Luther Hall, who was identified in a civil suit he filed, went undercover in 2017 during a protest concerning another police shooting of a Black man. Hall, himself, is Black. His lawsuit states all the officers involved in the assault are White.
It was during the protests that officers allegedly assaulted Hall. His civil suit said the assault caused herniated discs, a rotator cuff tear, a concussion, a bruised tailbone, as well as “contusions, abrasions and other injuries.”
Four officers were indicted in 2018 in connection with the assault. Those four officers were identified as Dustin Boone, Randy Hays, Christopher Myers and Bailey Colletta.
A fifth officer, Steven Korte, was named by prosecutors as being one of three officers — along with Boone and Myers — who threw Hall to the ground and beat him.
On Monday, jurors returned a not-guilty verdict for Korte and Myers on a charge of deprivation of rights under color of law, according to CNN affiliate KMOV and KSDK.
A mistrial was also declared on that same charge for Boone.
Additionally, Korte was found not guilty of lying to the FBI. Myers had a mistrial declared on a charge of destroying evidence, the affiliates reported.
Colletta pleaded guilty on September 6, 2019, to the charge of making false statements to the grand jury. She was charged with lying to a grand jury and to investigators about what she witnessed that day. She will be sentenced on April 10, according to a US Department of Justice statement.
Hays also pleaded guilty on November 18, 2018, to deprivation of constitutional rights, according to the Justice Department statement.
CNN has reached out to attorneys for Hall, but emails and phone calls were not returned Monday. A US attorney’s office spokesman told CNN the office “has no comment, at this time, as the case is active pending re-trial.”
The Ethical Society of Police voiced its disagreement with Monday’s verdict in a statement.
“Police officers continue to escape the consequences of their actions,” ESOP says. “The criminal justice system continues to show African-American victims of police violence we do not receive the same level of justice when white police officers are accused of excessive force toward African Americans.”
ESOP describes itself as a group founded by African American police officers to address racial discrimination in the St. Louis city and county police departments.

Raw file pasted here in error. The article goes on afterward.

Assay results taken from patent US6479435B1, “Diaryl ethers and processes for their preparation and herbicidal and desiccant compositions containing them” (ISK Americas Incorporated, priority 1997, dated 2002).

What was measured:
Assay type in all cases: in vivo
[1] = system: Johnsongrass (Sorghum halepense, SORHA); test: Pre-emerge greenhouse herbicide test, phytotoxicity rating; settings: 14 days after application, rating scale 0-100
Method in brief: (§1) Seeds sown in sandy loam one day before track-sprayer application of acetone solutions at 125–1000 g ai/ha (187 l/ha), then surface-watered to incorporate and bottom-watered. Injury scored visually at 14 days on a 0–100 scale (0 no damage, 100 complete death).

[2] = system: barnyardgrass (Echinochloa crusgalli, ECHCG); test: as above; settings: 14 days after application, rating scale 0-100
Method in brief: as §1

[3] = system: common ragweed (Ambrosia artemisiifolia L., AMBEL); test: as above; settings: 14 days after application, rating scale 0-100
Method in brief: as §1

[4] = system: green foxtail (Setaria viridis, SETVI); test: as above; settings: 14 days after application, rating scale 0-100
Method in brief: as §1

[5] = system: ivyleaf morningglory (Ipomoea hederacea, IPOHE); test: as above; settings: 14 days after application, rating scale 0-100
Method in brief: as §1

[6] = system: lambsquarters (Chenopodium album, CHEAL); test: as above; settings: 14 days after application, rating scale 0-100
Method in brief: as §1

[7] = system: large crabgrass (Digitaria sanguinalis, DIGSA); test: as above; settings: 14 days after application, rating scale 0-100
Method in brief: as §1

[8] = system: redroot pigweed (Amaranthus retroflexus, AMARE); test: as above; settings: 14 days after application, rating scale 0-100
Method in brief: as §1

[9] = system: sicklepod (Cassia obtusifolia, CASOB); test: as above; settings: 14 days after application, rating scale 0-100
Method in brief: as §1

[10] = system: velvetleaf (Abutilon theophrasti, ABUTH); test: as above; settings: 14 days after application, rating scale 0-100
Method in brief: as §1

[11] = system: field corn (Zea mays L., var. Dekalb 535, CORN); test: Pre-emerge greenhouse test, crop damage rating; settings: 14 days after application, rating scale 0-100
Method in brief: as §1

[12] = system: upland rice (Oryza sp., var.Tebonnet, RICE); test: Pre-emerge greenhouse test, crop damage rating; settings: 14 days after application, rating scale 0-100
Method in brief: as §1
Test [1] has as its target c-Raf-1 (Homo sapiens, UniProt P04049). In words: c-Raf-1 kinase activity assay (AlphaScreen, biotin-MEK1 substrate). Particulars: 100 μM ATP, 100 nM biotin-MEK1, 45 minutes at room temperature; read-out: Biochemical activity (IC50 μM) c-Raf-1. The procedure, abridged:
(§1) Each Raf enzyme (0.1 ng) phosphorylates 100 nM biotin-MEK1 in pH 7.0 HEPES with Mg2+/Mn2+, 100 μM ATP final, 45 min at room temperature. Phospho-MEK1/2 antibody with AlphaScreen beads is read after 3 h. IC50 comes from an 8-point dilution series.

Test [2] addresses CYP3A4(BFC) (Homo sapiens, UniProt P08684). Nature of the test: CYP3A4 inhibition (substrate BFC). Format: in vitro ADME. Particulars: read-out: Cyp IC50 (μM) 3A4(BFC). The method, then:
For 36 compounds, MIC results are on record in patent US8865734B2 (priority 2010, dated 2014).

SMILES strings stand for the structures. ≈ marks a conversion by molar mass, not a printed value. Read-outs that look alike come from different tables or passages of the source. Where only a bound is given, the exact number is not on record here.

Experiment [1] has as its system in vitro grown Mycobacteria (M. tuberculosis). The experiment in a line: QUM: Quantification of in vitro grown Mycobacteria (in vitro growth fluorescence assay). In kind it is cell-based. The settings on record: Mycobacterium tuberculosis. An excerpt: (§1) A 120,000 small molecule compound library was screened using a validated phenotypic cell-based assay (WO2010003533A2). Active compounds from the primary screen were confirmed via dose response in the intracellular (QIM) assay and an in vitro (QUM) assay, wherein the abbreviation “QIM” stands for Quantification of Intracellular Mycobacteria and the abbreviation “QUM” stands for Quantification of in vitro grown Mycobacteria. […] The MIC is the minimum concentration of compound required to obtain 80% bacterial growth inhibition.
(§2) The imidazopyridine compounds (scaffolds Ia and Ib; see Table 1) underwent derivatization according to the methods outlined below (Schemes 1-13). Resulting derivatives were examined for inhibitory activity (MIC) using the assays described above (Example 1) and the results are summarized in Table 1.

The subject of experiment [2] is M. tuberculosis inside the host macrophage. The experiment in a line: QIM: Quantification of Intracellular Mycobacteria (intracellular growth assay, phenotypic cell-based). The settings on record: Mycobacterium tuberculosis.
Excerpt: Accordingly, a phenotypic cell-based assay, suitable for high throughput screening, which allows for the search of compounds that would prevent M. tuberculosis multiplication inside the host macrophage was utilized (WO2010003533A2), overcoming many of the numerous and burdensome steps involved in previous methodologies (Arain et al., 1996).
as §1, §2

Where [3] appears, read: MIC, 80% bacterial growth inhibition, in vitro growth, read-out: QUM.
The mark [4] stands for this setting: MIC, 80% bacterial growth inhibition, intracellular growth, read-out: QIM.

The case stems from a September 17, 2017, incident when officers were assigned to a Civil Disobedience Team, which conducts crowd control, in anticipation of a protest of the acquittal against St. Louis Officer Jason Stockley, who fatally shot Anthony Lamar Smith, a Black man, in 2011, according to a 2018 indictment.
Protests broke out over Stockley’s acquittal. Hall — a 22-year veteran on the force — was in the crowd with his partner working undercover as a protester to document crimes among the demonstrators so law enforcement could make arrests, according to Hall’s lawsuit.
During the protests, court documents allege that Boone, Myers and Korte approached Hall, threw him to the ground and violently beat him causing severe injuries that have required multiple surgeries. The 2018 indictment said officers were accused of kicking Hall and striking him with a baton.
Federal prosecutors say that Hall “was compliant and not posing a physical threat to anyone.” Hall’s civil suit notes that his partner, who is White, was also arrested during the protest but was not beaten or injured.
Hall “was an experienced undercover officer who specifically wore a shirt that revealed his waistband so that he would not be mistaken for being armed,” the indictment said.
When Myers, Boone and Hays learned Hall was an officer, the indictment says they made false statements justifying the assault. They were also said to have contacted Hall to dissuade him from taking legal action and contacted witnesses to try and influence their testimony.
Myers also destroyed Hall’s cellphone “with the intent to impede, obstruct, and influence the investigation,” according to the indictment.
Officer Colletta — who was in a romantic relationship at the time with Hays, the indictment said — was on the team that night and offered inconsistent explanations as to why they arrested Hall, according to the indictment. Her stories ranged from never having contact with Hall to him being taken in “very gently,” the indictment said.